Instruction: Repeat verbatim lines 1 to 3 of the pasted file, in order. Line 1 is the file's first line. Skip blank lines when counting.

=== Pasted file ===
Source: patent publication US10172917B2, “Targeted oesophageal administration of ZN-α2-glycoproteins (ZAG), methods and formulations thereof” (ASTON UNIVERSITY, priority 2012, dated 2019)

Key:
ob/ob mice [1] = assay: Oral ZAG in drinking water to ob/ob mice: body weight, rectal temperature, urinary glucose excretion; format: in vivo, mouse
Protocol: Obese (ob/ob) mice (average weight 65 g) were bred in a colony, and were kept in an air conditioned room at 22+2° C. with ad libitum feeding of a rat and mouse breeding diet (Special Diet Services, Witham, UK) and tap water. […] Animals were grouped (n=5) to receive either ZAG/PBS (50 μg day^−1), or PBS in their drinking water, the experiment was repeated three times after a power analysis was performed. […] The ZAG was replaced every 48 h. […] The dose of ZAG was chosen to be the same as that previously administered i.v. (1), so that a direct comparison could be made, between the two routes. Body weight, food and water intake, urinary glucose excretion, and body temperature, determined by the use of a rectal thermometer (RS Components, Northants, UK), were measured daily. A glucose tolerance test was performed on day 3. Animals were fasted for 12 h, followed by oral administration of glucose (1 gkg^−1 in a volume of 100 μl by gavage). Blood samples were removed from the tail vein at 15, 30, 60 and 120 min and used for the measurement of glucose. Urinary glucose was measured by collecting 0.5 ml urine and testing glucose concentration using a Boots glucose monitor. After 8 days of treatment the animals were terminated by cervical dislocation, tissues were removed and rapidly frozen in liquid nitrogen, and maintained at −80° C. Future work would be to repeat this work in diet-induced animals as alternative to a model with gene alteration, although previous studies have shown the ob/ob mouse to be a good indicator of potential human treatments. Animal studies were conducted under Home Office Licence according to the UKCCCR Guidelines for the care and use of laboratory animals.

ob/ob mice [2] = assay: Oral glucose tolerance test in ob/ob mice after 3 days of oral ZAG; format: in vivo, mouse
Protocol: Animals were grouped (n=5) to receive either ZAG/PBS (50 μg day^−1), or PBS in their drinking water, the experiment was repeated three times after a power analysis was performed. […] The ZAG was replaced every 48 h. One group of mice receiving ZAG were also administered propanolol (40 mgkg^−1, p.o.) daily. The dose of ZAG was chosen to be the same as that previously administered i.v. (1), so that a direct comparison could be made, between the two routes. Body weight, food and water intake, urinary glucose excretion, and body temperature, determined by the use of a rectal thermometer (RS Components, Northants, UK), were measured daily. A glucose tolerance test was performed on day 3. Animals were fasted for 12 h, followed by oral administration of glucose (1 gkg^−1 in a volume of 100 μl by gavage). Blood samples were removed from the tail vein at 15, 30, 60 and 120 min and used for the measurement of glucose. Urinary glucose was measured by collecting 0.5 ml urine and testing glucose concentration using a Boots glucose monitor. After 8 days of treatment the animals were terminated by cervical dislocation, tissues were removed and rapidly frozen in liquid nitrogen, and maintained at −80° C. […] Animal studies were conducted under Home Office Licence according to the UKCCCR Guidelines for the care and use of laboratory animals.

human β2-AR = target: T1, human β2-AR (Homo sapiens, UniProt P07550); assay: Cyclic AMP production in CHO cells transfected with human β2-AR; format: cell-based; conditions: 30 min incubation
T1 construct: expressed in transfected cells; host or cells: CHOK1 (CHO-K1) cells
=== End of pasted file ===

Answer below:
Source: patent publication US10172917B2, “Targeted oesophageal administration of ZN-α2-glycoproteins (ZAG), methods and formulations thereof” (ASTON UNIVERSITY, priority 2012, dated 2019)

Key:
ob/ob mice [1] = assay: Oral ZAG in drinking water to ob/ob mice: body weight, rectal temperature, urinary glucose excretion; format: in vivo, mouse